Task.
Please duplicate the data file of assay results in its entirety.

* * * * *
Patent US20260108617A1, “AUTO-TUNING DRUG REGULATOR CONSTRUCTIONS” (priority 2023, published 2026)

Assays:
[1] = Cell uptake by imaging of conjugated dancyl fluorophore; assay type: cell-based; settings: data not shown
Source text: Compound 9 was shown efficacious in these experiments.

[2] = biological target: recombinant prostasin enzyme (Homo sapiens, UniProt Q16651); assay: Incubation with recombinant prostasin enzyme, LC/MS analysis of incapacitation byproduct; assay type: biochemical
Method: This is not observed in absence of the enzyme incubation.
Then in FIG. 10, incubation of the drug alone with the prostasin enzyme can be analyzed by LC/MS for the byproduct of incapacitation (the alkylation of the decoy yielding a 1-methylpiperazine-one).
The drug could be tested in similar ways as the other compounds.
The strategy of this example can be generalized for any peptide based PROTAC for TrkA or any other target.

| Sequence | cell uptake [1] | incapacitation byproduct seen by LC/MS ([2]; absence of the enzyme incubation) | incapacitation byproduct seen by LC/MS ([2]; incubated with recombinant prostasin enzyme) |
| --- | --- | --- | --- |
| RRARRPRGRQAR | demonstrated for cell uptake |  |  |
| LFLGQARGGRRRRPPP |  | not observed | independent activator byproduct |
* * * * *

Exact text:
Patent US20260108617A1, “AUTO-TUNING DRUG REGULATOR CONSTRUCTIONS” (priority 2023, published 2026)

Assays:
[1] = Cell uptake by imaging of conjugated dancyl fluorophore; assay type: cell-based; settings: data not shown
Source text: Compound 9 was shown efficacious in these experiments.

[2] = biological target: recombinant prostasin enzyme (Homo sapiens, UniProt Q16651); assay: Incubation with recombinant prostasin enzyme, LC/MS analysis of incapacitation byproduct; assay type: biochemical
Method: This is not observed in absence of the enzyme incubation.
Then in FIG. 10, incubation of the drug alone with the prostasin enzyme can be analyzed by LC/MS for the byproduct of incapacitation (the alkylation of the decoy yielding a 1-methylpiperazine-one).
The drug could be tested in similar ways as the other compounds.
The strategy of this example can be generalized for any peptide based PROTAC for TrkA or any other target.

| Sequence | cell uptake [1] | incapacitation byproduct seen by LC/MS ([2]; absence of the enzyme incubation) | incapacitation byproduct seen by LC/MS ([2]; incubated with recombinant prostasin enzyme) |
| --- | --- | --- | --- |
| RRARRPRGRQAR | demonstrated for cell uptake |  |  |
| LFLGQARGGRRRRPPP |  | not observed | independent activator byproduct |